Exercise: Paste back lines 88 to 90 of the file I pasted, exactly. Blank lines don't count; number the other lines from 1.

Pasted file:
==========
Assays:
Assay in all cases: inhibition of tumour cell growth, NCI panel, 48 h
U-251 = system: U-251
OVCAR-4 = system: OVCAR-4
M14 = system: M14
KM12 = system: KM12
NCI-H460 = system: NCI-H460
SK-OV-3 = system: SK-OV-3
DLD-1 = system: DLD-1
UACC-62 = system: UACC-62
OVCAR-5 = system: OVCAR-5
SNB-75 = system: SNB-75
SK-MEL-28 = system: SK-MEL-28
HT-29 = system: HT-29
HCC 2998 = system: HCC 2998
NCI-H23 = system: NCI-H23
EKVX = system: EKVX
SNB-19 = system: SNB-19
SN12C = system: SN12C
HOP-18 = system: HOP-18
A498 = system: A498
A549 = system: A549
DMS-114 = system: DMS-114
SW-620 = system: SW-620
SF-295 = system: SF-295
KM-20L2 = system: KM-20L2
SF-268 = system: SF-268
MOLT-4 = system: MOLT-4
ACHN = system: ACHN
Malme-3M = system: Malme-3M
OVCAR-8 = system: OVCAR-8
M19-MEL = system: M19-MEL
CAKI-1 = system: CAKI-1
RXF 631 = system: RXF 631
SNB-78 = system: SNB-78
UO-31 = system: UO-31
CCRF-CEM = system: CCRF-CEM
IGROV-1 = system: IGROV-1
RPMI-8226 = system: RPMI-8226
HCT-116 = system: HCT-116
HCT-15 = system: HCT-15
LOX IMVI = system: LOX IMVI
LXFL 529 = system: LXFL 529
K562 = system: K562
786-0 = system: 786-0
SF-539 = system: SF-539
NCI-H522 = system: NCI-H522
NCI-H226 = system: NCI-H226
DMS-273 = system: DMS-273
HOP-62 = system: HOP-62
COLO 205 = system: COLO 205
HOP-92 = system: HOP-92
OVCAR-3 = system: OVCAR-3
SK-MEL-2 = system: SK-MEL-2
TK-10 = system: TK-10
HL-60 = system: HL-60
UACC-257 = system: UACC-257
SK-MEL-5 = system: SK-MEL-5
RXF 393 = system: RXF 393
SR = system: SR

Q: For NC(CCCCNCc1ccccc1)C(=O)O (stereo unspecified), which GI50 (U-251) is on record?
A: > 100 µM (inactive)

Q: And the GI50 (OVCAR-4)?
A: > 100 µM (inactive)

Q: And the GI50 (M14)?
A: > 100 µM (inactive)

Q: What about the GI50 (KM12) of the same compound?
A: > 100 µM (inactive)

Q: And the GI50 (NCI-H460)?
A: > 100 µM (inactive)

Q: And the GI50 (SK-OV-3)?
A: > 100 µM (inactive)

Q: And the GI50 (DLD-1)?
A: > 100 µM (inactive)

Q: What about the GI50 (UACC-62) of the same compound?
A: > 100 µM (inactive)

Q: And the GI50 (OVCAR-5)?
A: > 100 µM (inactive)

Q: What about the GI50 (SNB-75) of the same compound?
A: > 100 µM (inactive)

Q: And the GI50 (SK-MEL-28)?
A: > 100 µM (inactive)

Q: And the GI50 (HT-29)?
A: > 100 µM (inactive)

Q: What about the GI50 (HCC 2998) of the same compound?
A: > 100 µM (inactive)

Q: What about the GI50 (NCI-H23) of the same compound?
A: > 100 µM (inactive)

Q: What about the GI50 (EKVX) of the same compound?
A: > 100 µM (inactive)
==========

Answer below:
A: > 100 µM (inactive)

Q: What about the GI50 (EKVX) of the same compound?
A: > 100 µM (inactive)